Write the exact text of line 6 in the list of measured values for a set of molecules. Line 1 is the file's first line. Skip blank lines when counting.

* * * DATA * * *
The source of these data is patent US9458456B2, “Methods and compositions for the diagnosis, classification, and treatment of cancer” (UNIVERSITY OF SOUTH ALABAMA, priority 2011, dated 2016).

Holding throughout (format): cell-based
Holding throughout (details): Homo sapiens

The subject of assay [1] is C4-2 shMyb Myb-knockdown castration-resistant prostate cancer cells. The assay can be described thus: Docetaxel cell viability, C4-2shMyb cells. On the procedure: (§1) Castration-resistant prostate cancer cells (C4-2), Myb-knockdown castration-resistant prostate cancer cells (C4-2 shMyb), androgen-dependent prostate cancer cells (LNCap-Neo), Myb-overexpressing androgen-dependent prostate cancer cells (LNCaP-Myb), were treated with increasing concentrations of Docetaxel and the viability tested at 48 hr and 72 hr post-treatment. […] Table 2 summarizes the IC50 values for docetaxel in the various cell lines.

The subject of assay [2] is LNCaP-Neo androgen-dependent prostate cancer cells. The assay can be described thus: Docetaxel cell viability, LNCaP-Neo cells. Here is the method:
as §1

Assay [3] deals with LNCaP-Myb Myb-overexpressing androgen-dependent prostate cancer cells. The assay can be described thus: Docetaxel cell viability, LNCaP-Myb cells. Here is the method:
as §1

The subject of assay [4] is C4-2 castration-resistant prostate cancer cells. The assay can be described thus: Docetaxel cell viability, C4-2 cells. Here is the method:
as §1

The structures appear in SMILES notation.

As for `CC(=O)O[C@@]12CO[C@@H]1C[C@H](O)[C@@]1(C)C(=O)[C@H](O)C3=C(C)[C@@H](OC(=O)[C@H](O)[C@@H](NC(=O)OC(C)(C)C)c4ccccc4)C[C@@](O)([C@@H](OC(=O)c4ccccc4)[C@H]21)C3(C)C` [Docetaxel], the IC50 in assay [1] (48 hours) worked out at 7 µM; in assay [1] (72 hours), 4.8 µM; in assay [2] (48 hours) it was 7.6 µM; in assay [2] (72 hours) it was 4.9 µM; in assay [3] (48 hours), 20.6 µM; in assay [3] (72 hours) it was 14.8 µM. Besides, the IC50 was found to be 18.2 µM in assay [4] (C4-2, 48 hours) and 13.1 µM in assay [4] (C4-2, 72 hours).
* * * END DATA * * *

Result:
as §1